3. Yggdrasil said,

    April 21, 2009 at 7:30 pm

    Gravatar

    You are misleading people, again. You should have cited this from the Computer World article:

    “Some user action was CLEARLY REQUIRED to infect the PC with the CIPAV. In the warrant application, the FBI used the term activate several times and alluded to a spyware plant failure if the target did not trigger the CIPAV through the targeted MySpace account. MySpace accounts can’t receive traditional e-mail, so one hacker standard — attach the CIPAV to a message and hope the recipient is stupid enough to launch it — wasn’t available”

    Exactly. If you want to infect a Linux users, it’s as simple as sending them some program and getting them to run it. You also mention Slashdot, but of course, you only mention comments that would be critical of Microsoft. How about these comments instead? Both of which received high rankings.

    “What makes you think they don’t have a variant for Linux? User stupidity (i.e: bad/no security) isn’t unique to Windows. Off the top of my head, if they are relying on the web as an infection vector combined with user stupidity, why not write it into a Firefox extension?

    Yeah, it wouldn’t get your typical /. geek, but most criminals aren’t known for their foresight or intelligence. “Oh, the private website with the bank account information needs me to install this software! Ok, what could possibly go wrong?”

    In response to that:

    “This is an excellent statement. Stupidity knows no bounds. Its also dangerous to assume that the FBI doesn’t know what it is doing. When I worked in law enforcement, the FBI computer crimes agents I knew were well versed in operating systems other than Windows. The two I worked with most often had a solid knowledge of Linux and Cisco IOS.”

  4. Brian Assaf said,

    April 23, 2009 at 7:53 pm

    Gravatar

    “If you want to infect a Linux users, it’s as simple as sending them some program and getting them to run it.”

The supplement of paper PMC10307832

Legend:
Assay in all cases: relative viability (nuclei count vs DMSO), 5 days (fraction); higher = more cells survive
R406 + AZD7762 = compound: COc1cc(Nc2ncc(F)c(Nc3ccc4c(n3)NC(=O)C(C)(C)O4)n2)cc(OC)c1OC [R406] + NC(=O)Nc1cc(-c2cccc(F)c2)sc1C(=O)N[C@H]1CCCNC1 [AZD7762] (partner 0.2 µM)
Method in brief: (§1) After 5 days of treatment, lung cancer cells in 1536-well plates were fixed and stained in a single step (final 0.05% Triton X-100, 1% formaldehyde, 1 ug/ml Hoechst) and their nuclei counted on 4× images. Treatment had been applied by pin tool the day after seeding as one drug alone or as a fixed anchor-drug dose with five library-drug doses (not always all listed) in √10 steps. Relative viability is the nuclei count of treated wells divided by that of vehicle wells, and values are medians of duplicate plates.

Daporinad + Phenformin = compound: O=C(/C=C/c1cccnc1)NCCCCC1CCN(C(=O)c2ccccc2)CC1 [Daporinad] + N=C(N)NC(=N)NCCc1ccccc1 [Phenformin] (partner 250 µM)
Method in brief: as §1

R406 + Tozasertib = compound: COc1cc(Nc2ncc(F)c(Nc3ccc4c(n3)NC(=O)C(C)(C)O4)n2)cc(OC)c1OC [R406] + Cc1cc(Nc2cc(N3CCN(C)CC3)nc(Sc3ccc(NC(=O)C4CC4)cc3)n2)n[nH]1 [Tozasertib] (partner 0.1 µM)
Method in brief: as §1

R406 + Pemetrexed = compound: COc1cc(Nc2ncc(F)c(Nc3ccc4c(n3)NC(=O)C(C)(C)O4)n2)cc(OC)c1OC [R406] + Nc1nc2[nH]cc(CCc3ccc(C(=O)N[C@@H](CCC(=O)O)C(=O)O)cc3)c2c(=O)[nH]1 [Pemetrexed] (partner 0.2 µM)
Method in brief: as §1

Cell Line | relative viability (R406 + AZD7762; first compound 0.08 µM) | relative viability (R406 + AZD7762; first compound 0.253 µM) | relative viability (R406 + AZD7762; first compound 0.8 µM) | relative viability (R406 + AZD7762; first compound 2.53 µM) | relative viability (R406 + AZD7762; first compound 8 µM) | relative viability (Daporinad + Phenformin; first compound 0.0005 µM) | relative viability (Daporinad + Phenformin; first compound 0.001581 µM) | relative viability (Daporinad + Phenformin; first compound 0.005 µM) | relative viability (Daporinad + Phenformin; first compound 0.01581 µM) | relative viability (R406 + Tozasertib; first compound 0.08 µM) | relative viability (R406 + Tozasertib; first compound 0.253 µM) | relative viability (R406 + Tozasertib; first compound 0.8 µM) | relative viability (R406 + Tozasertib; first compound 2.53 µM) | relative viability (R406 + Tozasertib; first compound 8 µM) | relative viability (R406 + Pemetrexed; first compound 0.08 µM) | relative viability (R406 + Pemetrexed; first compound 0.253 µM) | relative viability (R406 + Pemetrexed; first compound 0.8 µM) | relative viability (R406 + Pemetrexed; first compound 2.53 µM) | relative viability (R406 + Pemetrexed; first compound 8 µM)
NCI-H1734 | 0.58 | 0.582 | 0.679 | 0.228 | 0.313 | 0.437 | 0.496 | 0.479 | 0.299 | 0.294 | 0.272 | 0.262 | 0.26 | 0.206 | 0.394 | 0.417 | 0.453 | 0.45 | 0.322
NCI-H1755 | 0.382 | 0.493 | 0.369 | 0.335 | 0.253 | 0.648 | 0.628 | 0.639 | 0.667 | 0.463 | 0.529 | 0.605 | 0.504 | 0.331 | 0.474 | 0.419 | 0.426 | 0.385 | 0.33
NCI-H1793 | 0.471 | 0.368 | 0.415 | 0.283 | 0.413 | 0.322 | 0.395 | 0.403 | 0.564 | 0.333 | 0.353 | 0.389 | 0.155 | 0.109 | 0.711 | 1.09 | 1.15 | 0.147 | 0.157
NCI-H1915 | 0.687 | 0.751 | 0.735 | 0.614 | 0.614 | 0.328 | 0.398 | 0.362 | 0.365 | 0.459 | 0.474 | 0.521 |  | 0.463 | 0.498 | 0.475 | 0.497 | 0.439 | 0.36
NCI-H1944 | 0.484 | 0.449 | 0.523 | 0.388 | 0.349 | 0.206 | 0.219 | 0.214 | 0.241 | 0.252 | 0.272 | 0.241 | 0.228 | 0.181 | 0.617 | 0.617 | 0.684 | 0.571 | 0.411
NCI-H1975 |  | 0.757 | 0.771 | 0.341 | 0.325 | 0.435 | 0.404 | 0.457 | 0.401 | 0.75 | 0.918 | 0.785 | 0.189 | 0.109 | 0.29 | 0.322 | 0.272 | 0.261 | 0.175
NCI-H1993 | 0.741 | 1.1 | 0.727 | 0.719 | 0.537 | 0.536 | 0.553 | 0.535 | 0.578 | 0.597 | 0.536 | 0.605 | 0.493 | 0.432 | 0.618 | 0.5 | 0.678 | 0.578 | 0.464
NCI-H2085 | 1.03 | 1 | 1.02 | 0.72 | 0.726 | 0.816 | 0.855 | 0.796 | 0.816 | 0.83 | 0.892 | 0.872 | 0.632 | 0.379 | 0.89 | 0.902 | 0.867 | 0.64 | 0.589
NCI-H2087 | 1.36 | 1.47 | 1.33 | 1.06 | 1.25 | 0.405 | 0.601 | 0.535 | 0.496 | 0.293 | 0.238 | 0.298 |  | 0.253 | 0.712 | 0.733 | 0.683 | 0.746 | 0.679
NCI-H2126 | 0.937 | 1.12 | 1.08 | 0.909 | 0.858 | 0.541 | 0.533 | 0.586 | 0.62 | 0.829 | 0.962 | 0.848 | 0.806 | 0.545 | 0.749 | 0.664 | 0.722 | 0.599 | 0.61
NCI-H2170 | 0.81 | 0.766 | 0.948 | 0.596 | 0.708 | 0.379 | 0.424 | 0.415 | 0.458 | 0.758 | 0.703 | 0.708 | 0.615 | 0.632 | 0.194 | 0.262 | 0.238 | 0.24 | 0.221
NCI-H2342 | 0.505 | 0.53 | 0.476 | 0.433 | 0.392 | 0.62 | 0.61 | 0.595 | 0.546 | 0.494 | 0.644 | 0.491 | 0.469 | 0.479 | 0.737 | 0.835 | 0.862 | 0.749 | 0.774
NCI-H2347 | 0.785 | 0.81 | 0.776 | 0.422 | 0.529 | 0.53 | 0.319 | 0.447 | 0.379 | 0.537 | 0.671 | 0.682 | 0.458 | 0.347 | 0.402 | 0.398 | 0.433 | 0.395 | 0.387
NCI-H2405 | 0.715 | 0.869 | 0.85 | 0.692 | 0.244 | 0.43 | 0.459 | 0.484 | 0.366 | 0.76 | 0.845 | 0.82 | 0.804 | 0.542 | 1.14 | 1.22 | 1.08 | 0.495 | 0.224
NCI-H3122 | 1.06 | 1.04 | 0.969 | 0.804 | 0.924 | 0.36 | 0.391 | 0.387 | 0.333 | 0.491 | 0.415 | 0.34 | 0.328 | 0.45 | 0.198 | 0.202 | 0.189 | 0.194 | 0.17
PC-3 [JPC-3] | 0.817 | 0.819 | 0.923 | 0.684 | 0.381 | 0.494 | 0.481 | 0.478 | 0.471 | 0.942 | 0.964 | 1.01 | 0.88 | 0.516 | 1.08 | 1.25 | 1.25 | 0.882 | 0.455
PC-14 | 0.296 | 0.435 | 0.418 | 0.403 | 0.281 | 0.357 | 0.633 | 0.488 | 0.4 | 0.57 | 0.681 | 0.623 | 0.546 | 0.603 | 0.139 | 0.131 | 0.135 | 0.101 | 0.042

Um. That easy huh? By default files aren’t executable, so it would require changing the permission. It would also need to be run as root to infect the whole system. How about dependencies? How about architecture differences. Just x86 or 64-bits? MIPS? Arm?
    So on and so forth. Linux isn’t a monoculture (no pun intended here guys/gals!) like the Windows ecosystem is.

    Even a pre-packaged deb (which can be installed ala double click in Ubuntu) would ask for a password, and again, wouldn’t be viable for every Linux distribution out there, architecture not withstanding.

    Having to run something out of the blue is odd if you use a package management system. Cryptographically signed, easily installed/uninstalled and updated (and source available for those interested.)

    Although maybe I’m alone in the 24,000+ packages available in Ubuntu being enough for regular computer use.

    My point here is I’ve unlearned a habit, there is no need to grab software willy nilly off the net. Instead check the repos, and check the source of software. Do you trust it, etc and why should I install this. Plus does it behave like a rootkit, if so then it can be scanned for, if this really does become some sort of popular vector…

    So, yes, you could use social engineering to get someone to install something, but the process should set off a red flag in the user.
    There isn’t some autorun or double click deal here. For those users that understand binaries are a blackbox, where no one can inspect, change, etc. anything, install at your own risk.